P. suffers from Down Syndrome, hearing impairment, and other significant health problems that have required several serious procedures, including surgery to repair a hole in his heart and multiple bowel operations, as a result of which he is not toilet trained. At the time relevant to this litigation, he was a student at the Anna Reynolds Elementary School in Newington, Connecticut. Among the assigned staff at the school working with P. have been the special-education teacher, two paraprofessionals, a speech pathologist, a physical therapist, and an occupational therapist. In the spring of 2004, when P. was eight, the school district's behavioral consultant, Greg Smith, informed his parents that it was becoming increasingly difficult to keep P. in a regular classroom, as the gap in ability between P. and his peers was growing and would grow larger. Moreover, at various times, P. had exhibited some behavior problems, including kicking, grabbing, and pulling hair. P.'s mother strongly disagreed with Smith's assessment and wanted her son to remain in a regular classroom with his non-disabled peers as much as possible.
On May 28, 2004, the group assigned to formulate P.'s IEP, the “Performance and Planning Team” (PPT), met to discuss plans for the 2004-2005 school year. At that meeting, P.'s parents stated that they wanted their son to be in a regular classroom at least 80% of the time during the upcoming school year. Instead, the IEP provided that P. be in the classroom for 60% of the school day, with “pull-out” services for occupational and speech therapy in separate classrooms, and the plan did not include any measures to deal with P.'s burgeoning behavior problems. In order to facilitate increased inclusion in the regular classroom, P.'s parents asked that a consultant specializing in such matters be hired, and in accordance with their request, the Board retained Dr. Kathleen Whitbread to evaluate P. Additionally, later in the summer of 2004, the Connecticut Children's Medical Center (CCMC) performed a psychological evaluation of P., in which he was found to have social-interaction and communication skills equivalent to those of an average two-year-old child. The report also found that P. communicated primarily through “signs, gestures, and single words” and exhibited “serious problem behaviors,” including “disruptive behavior, destructiveness to property, and hurting others.” The report concluded that “[P.] will need pervasive support, much more than others his age, because of very limited adaptive behaviors and because of problem behaviors.” A “functional behavior assessment” (FBA) to assess behavior problems was not performed, nor was an “assistive technology evaluation” (ATE), which tests the extent to which assistive technology may facilitate inclusion into the regular-classroom environment.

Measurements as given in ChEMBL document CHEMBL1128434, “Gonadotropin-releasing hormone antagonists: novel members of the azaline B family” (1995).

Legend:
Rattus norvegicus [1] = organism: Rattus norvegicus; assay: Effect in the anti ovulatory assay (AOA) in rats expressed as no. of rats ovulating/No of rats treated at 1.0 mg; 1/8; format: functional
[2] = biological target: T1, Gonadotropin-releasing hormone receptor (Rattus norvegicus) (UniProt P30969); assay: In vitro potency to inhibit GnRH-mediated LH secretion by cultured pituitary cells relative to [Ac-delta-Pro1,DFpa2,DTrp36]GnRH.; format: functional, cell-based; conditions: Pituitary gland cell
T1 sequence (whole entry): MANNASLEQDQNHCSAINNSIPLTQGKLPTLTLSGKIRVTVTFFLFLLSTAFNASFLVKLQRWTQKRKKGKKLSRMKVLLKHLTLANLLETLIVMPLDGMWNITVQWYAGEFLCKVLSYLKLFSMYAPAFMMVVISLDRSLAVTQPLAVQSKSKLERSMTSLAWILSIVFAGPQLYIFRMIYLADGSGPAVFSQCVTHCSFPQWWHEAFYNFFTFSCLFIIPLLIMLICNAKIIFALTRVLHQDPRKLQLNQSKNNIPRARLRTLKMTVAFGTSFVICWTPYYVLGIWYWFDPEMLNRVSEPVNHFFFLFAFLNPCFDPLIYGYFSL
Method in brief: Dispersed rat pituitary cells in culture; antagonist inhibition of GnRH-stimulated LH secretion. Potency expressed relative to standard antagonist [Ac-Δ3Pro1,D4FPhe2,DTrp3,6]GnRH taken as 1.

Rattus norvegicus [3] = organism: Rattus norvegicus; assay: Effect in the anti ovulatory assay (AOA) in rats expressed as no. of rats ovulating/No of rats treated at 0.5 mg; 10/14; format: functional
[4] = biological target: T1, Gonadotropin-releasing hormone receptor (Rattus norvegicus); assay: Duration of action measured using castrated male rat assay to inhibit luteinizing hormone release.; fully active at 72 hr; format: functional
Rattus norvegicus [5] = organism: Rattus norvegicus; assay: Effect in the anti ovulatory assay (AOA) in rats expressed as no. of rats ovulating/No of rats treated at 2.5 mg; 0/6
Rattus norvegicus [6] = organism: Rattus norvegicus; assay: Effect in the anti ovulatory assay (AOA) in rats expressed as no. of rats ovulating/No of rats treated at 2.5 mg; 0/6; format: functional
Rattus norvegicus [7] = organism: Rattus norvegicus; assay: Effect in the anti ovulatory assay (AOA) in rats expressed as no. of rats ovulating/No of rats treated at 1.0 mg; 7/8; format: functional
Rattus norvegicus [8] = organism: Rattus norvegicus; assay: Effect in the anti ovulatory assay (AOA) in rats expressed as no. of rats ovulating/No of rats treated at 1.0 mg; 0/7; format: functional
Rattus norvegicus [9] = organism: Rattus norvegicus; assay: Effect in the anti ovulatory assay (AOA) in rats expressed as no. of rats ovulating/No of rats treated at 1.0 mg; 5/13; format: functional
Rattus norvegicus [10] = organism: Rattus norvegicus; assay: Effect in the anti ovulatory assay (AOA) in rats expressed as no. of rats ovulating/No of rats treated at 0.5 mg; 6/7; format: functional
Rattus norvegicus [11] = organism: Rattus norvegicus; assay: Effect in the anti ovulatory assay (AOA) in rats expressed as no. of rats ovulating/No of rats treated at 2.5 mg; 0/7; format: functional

Dr. Whitbread completed her evaluation on December 13, 2004. In the report, based on two hours of observation of P. at home and 4.5 hours of observation of him in the classroom, Dr. Whitbread described P.'s behavior problems as “moderately serious” and opined that the PPT had done “a commendable job of ensuring that [P.] spends the majority of the day with non-disabled peers.” Nevertheless, she recommended that P.'s instruction be more closely connected to the general education curriculum. Dr. Whitbread also recommended consultation with a teacher of the hearing impaired and a program of literacy instruction.
According to the testimony of his second-grade teacher, Ms. Mazur, P.'s behavior improved during 2004-2005. He was only removed from the regular classroom three times due to behavior problems that caused or risked physical harm to another person, though timeouts were used. Ms. Mazur also explained that, although she frequently co-taught classes with the special-education teacher, Nancy Wilcock, to integrate P. into regular lessons, in at least some circumstances, “[P.] will need individualized instruction to make sure that he ․ is receiving the best instruction without distraction.”
The PPT next met with Dr. Whitbread to discuss her findings and the CCMC evaluation on February 11, 2005. At the meeting, the PPT accepted her recommendations for an ATE and literary instruction. Although Dr. Whitbread stated at the meeting that P. would benefit from additional regular-classroom time, she also contended that some of his literacy instruction might need to take place outside the classroom. The PPT did not, however, reach any conclusions and decided to reconvene in April.
Prior to the April meeting, Dr. Whitbread and Ms. Wilcock, the special-education teacher who had been working with P. for three years, exchanged e-mails regarding appropriate next steps. In one of these e-mails, Dr. Whitbread stated:
Time out of the classroom is a concern of [P.'s] parents and it is important to them that [P.] be fully included. Their goal is 100% of the time in a gen. ed. class. I have shared with them that I feel some pullout time is beneficial. To me, a reasonable goal over the next year would be to increase his time in the general ed. environment from the current 60 or 65% to about 80%. I would not recommend that this be done suddenly. I realize this is going to be a difficult discussion since there are differences in opinion about what is best for [P.]. My hope is that we can have a productive conversation, with the understanding that compromise may be necessary.